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Photo of a re-enactment of Mormon pioneers arriving in Salt Lake Valley
Re-enactment of Mormon pioneers arriving in Salt Lake Valley, Pioneer Day 1997

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Utah Pioneers
A Local Legacy

It's been called the largest human migration in American history. Do you know what that refers to?

By 1869, perhaps 70,000 members of the Church of Jesus Christ of Latter-day Saints, also known as Mormons, had walked or traveled in wagons across 1,300 miles of wilderness to Salt Lake City, Utah. Leaving 6,000 in graves along the way, the Mormons were searching for religious freedom. Their journey was equal to the distance from New York City to Miami, or Seattle to San Diego.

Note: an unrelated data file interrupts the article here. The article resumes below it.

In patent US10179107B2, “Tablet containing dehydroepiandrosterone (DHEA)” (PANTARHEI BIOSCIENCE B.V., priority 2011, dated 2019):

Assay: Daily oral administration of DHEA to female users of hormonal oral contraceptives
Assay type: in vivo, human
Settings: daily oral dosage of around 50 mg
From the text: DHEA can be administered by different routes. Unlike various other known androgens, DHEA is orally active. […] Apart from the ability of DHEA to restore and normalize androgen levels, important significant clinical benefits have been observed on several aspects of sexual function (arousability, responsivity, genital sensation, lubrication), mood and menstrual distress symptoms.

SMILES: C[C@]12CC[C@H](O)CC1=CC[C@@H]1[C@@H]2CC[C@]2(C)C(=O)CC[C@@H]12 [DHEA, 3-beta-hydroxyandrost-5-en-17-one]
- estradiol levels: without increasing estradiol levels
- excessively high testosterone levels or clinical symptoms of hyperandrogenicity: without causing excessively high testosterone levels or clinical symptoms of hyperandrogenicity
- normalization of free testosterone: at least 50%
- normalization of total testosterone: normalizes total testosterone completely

"This is the right place. Drive on." These were the words that Brigham Young, top Elder of the Mormons, said on July 24, 1847, as he lay sick in the back of a wagon. The place was the great valley of the Salt Lake, in what would become the state of Utah. The Mormons wanted to leave the persecution they faced in the eastern part of the United States and start a community of their own out west. Once Brigham Young and his band of 148 Mormons had found "the place," more than 70,000 Mormons decided to follow.

Every year since 1849, Salt Lake City has remembered the Mormon pioneers on Pioneer Day. In 1997, a Mormon wagon train re-created the journey of these pioneers, to celebrate the 150th anniversary of Brigham Young's arrival in Utah. The trip took three months!

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